ESsecurityOnline LLC, a security software company owned by Ernst & Young LLP, is wading into the security management market with a new vulnerability management appliance.
The product, called eSO Advisor, will use a database of information collected by Ernst & Young experts to help organizations track and manage security vulnerabilities on their networks and will sell for US$32,495, according to Ernst & Young.
The product allows companies to automatically generate and maintain informational profiles of assets such as hardware devices, operating systems and installed applications. That asset information is compared against a database of 4,800 remote and host-based security vulnerabilities compiled by Ernst & Young, generating a prioritized list of security vulnerabilities that is correlated to an organization’s specific devices and software.
“We found that our customers were apprehensive about putting asset profile information into Ernst & Young’s systems,” said Ken Hammond, vice-president of business development at eSecurityOnline. “To drive consensus, we made the push towards a compartmentalized solution,” he said.
The eSO Advisor is a rack-mounted, one-CPU appliance based on a Dell Computer Corp. PowerEdge 1650 server running the eSecurityOnline software and the Windows 2000 operating system, according to Hammond.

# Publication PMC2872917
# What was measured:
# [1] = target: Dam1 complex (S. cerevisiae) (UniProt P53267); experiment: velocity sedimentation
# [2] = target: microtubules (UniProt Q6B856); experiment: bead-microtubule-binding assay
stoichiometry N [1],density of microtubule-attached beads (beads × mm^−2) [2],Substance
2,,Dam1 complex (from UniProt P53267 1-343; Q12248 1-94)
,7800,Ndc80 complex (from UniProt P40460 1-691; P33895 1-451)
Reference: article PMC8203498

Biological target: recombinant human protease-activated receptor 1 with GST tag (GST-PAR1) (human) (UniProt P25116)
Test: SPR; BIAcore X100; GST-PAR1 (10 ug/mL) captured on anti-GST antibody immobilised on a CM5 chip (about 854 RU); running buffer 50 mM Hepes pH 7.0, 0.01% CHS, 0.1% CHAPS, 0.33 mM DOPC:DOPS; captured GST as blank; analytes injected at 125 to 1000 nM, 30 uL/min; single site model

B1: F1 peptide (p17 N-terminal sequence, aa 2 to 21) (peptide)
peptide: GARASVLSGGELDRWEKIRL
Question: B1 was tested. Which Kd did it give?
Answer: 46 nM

Each appliance can manage up to six non-contiguous “Class C” IP (Internet Protocol) ranges and a total of 254 unique IP addresses, Ernst & Young said. Customers with large networks can deploy multiple eSO Advisor units. A companion appliance, the eSO Director management console, is available to coordinate the activities of the various appliances. The eSO Director is sold separately for the same price as the eSO Advisor, according to Ernst & Young.
According to Hammond, the eSO Advisor draws from knowledge eSecurityOnline gained through the development of its eSO Framework risk management product. That tool also targets critical IT infrastructure, creating configuration standards, identifying vulnerabilities and software fixes, and helping companies to create and maintain security policies.
Unlike eSO Framework, eSO Advisor jettisons the security policy management features, a move that will make it more attractive to mid-market companies that are not currently using Ernst & Young for security-related services, according to Hammond.
For chief information officers and chief security officers with limited staff, eSO Advisor enables departments to streamline and coordinate their security efforts while also securing their network down to the operating system and applications level, according to Hammond.
As for the future, Hammond said eSecurityOnline has no intention of becoming a security asset management software company.
“We try to gear our products around our strength, which is aggregation of knowledge,” Hammond said. “We feel we have a jump, having spent tens of millions of dollars in customer management, to aggregate that knowledge from around the world,” he said.